Nina Edge: The Fall

This short film evokes the feeling of being deeply rooted in this land, whilst at the same time completely up-rooted and wilted by the UK’s prevailing cultural norms. It is not normally expected for brown-skinned Britons to live in rural areas. We are associated with cities. This is a film about connection and disconnection. My experience of being the hidden offspring of a group famously forced into migration by a dictatorship in Uganda is the starting point for a brief atmospheric movie.

The film uses predominantly footage of rain falling. It falls through English trees into lakes and ponds, and onto the earth. The footage was shot in places I returned to, that I had visited as a child, growing up in the countryside, before being exiled into urban city-spaces where my brown skinned belonging was more accepted than in the fields and villages of Britain. The accompanying track uses the sound of the rain falling, rice falling, interspersed with multi-lingual readings of family recipes collected by my aunt from her birthplace in Kampala to her landing place in London. Like many Ugandan Asians she speaks Gujarati, Hindi, Punjabi and Swahili.

The rural environment of my early life, when I worked with the land growing food, or travelled the land out of curiosity, resulted in my old self, feeling deeply connected to this country. Tied to the land. However then, as now, when I am outside cityscapes and urban spaces – walking, filming or drawing in the landscape I am often perceived as a stranger, an invader, someone who does not belong in the frame of the pastoral idyll.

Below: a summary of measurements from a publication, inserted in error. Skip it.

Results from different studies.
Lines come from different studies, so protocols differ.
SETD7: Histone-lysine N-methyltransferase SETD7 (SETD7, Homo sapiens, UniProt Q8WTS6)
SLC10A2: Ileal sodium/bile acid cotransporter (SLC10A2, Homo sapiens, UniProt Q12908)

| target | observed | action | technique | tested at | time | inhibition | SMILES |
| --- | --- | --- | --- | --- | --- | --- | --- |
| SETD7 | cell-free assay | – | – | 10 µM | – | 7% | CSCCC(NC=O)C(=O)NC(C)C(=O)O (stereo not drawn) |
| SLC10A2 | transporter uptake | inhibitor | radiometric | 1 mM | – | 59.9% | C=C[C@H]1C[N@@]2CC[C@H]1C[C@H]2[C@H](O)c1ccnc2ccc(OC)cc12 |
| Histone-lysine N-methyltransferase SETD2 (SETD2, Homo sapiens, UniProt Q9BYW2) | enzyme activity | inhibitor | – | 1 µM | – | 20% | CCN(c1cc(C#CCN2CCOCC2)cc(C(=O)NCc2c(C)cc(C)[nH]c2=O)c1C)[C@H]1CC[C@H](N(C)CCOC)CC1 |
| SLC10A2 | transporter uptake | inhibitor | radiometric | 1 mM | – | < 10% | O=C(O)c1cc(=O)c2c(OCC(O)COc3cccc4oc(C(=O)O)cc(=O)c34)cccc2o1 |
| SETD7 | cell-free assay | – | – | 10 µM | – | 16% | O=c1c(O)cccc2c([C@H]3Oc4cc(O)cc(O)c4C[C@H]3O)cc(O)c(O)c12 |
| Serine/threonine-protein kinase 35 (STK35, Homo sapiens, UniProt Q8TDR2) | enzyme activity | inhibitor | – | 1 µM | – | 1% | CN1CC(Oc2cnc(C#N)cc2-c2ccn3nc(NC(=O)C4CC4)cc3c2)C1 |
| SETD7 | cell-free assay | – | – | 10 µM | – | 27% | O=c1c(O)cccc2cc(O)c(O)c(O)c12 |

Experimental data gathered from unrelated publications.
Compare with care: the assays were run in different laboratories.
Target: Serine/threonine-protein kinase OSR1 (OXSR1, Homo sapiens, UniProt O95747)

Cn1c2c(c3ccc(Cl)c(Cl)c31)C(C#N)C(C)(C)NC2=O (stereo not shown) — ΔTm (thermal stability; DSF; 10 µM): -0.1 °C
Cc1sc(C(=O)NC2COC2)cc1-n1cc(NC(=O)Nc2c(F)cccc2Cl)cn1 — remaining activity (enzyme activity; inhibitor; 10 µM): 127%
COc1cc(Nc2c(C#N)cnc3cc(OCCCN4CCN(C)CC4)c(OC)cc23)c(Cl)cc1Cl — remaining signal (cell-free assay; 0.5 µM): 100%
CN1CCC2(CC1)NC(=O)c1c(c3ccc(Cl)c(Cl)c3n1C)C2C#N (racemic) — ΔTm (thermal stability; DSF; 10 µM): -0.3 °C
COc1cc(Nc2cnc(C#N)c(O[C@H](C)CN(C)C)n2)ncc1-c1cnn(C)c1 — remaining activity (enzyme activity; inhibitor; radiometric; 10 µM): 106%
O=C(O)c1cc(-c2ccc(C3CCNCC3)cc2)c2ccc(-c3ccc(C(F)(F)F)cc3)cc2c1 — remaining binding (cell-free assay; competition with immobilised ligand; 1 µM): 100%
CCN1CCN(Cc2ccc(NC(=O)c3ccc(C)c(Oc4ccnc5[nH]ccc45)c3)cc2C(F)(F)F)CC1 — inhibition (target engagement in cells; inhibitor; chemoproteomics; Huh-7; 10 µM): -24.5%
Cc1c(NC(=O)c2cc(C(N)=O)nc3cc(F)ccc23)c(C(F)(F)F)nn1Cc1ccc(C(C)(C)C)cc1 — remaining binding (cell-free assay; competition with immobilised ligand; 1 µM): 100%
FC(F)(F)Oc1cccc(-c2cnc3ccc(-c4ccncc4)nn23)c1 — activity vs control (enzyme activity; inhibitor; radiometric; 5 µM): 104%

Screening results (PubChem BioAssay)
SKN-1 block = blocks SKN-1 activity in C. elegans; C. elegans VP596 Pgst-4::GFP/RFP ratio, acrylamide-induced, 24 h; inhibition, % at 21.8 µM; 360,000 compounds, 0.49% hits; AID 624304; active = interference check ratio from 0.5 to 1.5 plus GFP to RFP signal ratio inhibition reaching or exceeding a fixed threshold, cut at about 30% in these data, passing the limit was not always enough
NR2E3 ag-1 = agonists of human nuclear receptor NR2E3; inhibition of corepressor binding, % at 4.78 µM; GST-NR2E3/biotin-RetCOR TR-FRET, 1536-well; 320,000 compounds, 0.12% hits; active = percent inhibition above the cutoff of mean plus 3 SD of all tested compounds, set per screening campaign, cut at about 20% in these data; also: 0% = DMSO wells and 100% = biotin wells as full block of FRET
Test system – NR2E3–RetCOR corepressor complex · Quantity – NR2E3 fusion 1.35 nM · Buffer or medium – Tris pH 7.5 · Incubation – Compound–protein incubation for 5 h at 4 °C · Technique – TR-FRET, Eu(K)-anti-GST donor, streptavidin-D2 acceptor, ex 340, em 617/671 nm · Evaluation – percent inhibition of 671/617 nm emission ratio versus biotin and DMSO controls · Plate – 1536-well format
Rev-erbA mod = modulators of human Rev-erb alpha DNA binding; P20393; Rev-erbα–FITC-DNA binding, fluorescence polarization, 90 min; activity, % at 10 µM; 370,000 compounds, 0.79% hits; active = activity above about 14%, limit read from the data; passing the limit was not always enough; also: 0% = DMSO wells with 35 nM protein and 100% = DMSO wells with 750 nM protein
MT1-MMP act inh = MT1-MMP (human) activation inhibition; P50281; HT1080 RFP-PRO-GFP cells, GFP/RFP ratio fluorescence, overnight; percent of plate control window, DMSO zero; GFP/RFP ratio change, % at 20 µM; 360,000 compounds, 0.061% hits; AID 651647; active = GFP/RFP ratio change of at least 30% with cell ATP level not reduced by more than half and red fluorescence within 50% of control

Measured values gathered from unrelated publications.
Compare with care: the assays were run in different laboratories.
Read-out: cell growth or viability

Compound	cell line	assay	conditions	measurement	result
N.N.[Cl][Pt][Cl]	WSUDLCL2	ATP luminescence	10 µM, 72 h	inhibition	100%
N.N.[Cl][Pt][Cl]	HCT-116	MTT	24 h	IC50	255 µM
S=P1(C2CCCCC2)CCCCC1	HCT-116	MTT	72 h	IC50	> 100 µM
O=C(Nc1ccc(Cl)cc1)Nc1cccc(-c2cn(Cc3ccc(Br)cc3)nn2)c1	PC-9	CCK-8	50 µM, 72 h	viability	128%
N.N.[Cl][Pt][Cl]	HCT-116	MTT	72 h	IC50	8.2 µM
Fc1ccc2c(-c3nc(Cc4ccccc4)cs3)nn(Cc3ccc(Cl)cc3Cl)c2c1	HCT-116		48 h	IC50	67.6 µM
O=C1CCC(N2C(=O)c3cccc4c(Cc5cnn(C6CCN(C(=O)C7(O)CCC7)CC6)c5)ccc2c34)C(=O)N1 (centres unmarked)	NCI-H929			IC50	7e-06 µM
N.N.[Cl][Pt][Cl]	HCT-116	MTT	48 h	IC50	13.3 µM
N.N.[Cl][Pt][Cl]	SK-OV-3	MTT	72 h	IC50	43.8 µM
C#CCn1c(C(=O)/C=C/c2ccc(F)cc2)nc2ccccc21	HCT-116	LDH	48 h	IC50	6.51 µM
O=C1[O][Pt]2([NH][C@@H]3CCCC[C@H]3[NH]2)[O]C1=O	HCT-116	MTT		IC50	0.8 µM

The title refers to the kind of ‘fall from grace’ humans perform to each other in asserting territorial or cultural domination, as well as to the calm and tranquility that rain and leaf fall brings to bear.

About Nina

Nina Edge

Nina Edge trained as a ceramicist becoming known for subversive use of materials and visual language with Black British Artists across the UK. Recently she has been socially engaged in practices that touch housing, food and transport systems. Exhibitions include Mirage (ICA, London 1995), Transforming The Crown (Studio Museum in Harlem, 1997), The Fifth Floor (Tate Liverpool, 2008) and The Shared Habitat (Granby Winter Garden Liverpool, 2018).

She is published by Third Text, International Journal of Art & Design Education, Feminist Art News and Liverpool University Press. She forms longstanding collaborations with diverse communities making work that is critically acclaimed accessible to broad audiences. Productions include bi-lingual advertising hoardings, radical textile installations, window drawing, digital story-telling, and projects that engage people with planning for a more equitable the future. Previous film work focused on food distribution and housing. She is currently working on A Hundred Year Street digital map with Squash and MMU and writing short stories for Heart of Glass in St Helens.

Her relationship to the plants and landscapes of the UK is informed by having grown up as a Dual Heritage Asian in a rural area before moving to cities. As the daughter of a Ugandan Asian and an Englishman she has a pressing interest in ideas of belonging, territory and home.



Twitter: @nothingwelshstreets